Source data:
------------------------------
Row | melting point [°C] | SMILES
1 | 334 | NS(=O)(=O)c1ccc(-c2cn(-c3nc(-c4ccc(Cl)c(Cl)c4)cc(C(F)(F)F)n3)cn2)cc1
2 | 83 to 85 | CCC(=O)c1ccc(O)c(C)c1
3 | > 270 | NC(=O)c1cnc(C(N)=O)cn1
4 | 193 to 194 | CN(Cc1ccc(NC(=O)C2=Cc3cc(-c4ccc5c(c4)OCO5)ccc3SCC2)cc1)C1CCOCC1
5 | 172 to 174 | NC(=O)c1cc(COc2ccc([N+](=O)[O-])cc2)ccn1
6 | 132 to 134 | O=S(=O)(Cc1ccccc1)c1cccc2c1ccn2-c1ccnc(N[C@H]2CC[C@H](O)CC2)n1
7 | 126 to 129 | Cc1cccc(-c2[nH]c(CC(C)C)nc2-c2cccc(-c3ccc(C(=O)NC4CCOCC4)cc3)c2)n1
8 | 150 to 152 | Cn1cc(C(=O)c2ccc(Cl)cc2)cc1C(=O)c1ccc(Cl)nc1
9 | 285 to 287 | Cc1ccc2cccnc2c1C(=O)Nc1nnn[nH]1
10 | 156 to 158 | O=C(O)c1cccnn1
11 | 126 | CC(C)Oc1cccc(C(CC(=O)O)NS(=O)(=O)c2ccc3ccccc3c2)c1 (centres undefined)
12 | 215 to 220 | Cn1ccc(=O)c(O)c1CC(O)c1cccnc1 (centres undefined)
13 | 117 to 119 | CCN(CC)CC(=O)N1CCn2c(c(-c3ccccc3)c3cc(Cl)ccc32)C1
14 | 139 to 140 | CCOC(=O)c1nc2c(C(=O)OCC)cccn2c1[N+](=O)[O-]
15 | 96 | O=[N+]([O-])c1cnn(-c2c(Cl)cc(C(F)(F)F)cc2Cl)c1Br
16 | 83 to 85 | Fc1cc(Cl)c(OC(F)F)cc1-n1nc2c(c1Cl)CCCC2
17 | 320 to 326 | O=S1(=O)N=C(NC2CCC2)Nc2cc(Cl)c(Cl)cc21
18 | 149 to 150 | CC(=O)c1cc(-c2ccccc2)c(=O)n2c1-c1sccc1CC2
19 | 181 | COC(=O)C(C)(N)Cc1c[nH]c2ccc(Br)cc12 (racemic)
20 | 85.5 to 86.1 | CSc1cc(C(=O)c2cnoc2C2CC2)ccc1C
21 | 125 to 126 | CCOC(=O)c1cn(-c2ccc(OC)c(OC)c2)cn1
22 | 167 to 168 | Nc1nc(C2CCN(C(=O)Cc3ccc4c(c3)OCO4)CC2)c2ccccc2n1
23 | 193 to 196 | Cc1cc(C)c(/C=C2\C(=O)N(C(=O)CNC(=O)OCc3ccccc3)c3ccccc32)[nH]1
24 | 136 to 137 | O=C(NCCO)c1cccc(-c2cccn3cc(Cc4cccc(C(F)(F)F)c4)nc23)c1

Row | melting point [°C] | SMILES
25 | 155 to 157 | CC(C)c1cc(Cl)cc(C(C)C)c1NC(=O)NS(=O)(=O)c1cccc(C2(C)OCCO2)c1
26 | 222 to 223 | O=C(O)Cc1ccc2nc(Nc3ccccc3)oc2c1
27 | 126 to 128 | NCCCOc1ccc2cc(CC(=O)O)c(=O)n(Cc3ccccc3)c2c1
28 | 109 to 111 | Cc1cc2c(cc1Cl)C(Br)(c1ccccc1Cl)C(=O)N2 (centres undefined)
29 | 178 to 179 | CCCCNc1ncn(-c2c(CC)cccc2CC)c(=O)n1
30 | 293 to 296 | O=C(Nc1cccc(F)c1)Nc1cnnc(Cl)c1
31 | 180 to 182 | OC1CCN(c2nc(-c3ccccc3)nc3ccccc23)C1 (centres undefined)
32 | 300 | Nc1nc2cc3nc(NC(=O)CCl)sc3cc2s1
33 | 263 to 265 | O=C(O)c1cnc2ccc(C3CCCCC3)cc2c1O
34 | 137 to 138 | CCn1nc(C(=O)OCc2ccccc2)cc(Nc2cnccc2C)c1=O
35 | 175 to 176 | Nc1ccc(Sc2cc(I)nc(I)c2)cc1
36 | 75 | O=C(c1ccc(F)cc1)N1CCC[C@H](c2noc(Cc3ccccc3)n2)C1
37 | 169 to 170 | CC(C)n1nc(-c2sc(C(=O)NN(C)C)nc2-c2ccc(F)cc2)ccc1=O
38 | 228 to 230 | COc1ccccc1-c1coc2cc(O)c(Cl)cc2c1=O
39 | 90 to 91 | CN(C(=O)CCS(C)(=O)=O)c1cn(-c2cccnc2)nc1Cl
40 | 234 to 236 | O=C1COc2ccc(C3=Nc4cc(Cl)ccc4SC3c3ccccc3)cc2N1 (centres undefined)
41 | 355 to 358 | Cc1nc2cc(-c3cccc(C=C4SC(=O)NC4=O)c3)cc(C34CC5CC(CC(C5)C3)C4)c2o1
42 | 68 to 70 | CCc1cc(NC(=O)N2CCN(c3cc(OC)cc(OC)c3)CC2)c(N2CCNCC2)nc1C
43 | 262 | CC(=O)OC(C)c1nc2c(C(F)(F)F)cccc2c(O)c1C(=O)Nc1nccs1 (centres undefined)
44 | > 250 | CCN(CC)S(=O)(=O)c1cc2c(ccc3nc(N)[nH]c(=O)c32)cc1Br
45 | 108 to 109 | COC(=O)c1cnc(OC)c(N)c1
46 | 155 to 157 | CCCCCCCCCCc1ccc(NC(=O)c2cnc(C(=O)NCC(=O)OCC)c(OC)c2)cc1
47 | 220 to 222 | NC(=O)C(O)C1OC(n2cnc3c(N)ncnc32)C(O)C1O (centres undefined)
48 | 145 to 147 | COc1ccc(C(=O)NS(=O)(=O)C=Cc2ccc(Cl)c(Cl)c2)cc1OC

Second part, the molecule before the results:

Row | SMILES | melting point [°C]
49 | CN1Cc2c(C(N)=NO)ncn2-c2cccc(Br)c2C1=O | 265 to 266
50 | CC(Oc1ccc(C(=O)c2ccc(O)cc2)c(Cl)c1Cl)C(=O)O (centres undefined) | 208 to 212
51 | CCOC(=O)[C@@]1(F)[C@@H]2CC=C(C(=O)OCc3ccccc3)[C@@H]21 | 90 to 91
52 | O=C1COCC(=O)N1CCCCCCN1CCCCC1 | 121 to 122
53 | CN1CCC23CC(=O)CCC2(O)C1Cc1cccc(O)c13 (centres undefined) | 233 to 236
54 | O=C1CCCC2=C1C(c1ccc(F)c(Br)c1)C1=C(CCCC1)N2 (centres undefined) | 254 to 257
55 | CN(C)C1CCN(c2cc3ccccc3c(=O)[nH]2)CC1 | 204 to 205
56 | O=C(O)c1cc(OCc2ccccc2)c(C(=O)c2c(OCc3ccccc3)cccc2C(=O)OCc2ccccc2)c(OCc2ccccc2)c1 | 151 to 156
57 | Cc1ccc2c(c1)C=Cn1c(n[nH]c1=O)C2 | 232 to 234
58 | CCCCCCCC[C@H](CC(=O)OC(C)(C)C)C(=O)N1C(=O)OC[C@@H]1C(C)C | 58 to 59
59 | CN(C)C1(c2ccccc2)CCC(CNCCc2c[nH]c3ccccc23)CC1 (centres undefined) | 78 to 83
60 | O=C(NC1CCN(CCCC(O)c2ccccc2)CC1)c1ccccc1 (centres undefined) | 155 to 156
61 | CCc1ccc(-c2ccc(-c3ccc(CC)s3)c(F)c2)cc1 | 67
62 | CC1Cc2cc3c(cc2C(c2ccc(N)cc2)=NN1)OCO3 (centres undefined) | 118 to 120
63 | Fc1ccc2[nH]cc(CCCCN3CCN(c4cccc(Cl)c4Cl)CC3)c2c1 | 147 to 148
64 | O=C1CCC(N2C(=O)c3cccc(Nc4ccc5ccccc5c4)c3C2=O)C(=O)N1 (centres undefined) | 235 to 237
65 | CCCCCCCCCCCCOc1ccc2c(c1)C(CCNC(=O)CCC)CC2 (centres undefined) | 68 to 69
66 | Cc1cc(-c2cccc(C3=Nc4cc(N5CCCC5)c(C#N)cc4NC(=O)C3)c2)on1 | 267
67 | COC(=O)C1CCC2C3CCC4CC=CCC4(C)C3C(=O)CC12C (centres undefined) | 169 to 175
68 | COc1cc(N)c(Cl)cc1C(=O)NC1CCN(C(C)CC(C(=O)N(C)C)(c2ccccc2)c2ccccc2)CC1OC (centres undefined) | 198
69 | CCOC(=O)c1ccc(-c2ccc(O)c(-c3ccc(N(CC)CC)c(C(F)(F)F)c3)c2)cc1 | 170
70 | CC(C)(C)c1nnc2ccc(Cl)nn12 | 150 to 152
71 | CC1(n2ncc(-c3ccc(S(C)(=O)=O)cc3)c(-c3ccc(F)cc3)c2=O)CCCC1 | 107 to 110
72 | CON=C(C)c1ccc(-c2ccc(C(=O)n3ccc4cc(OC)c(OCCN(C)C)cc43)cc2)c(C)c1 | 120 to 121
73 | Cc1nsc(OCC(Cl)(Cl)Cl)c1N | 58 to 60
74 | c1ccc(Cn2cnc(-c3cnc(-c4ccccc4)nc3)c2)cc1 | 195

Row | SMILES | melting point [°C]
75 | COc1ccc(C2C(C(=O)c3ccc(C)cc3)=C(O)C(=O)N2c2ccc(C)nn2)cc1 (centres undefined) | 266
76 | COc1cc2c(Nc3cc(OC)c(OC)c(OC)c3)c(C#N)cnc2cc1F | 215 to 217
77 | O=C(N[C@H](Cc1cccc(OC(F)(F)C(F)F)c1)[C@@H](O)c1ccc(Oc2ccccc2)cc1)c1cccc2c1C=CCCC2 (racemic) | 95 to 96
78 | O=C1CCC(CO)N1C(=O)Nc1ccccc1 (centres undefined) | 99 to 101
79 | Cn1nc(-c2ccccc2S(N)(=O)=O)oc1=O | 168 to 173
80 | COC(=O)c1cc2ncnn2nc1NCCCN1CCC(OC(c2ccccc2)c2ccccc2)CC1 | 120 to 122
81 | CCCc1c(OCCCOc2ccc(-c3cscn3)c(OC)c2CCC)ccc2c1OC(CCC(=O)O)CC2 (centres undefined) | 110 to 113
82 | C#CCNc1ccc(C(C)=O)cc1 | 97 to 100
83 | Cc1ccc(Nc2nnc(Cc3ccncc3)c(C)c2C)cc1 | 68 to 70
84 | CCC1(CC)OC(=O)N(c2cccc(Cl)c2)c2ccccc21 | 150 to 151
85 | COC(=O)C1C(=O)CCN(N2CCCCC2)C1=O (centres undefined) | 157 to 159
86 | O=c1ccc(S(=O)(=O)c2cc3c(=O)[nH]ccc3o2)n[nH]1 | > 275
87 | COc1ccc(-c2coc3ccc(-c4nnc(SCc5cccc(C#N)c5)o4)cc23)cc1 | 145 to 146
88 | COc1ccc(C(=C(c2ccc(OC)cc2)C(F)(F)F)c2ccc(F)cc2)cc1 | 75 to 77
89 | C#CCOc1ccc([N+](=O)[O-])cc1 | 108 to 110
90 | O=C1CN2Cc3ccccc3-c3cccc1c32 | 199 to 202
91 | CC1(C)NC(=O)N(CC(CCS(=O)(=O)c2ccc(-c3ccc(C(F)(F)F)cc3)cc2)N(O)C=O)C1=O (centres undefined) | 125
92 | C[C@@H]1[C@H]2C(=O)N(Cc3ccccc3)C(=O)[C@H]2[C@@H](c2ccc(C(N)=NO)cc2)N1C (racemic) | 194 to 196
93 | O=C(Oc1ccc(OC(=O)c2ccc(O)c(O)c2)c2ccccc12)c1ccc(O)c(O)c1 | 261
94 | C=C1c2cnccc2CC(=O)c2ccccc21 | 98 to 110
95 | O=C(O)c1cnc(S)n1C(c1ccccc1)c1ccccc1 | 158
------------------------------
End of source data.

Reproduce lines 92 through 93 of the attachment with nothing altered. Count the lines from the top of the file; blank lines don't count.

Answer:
87 | COc1ccc(-c2coc3ccc(-c4nnc(SCc5cccc(C#N)c5)o4)cc23)cc1 | 145 to 146
88 | COc1ccc(C(=C(c2ccc(OC)cc2)C(F)(F)F)c2ccc(F)cc2)cc1 | 75 to 77